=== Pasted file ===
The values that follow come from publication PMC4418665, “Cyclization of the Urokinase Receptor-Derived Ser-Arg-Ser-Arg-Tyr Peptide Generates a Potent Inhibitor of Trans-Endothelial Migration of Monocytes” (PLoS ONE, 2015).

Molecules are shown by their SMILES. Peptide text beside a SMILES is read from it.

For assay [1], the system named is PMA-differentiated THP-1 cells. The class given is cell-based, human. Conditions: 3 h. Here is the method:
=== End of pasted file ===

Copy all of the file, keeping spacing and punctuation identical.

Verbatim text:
The values that follow come from publication PMC4418665, “Cyclization of the Urokinase Receptor-Derived Ser-Arg-Ser-Arg-Tyr Peptide Generates a Potent Inhibitor of Trans-Endothelial Migration of Monocytes” (PLoS ONE, 2015).

Molecules are shown by their SMILES. Peptide text beside a SMILES is read from it.

For assay [1], the system named is PMA-differentiated THP-1 cells. The class given is cell-based, human. Conditions: 3 h. Here is the method: